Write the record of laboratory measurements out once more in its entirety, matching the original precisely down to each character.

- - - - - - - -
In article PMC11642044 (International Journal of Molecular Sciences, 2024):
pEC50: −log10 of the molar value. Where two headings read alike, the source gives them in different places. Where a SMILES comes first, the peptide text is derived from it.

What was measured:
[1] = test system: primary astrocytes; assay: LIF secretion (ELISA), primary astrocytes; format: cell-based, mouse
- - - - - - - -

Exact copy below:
In article PMC11642044 (International Journal of Molecular Sciences, 2024):
pEC50: −log10 of the molar value. Where two headings read alike, the source gives them in different places. Where a SMILES comes first, the peptide text is derived from it.

What was measured:
[1] = test system: primary astrocytes; assay: LIF secretion (ELISA), primary astrocytes; format: cell-based, mouse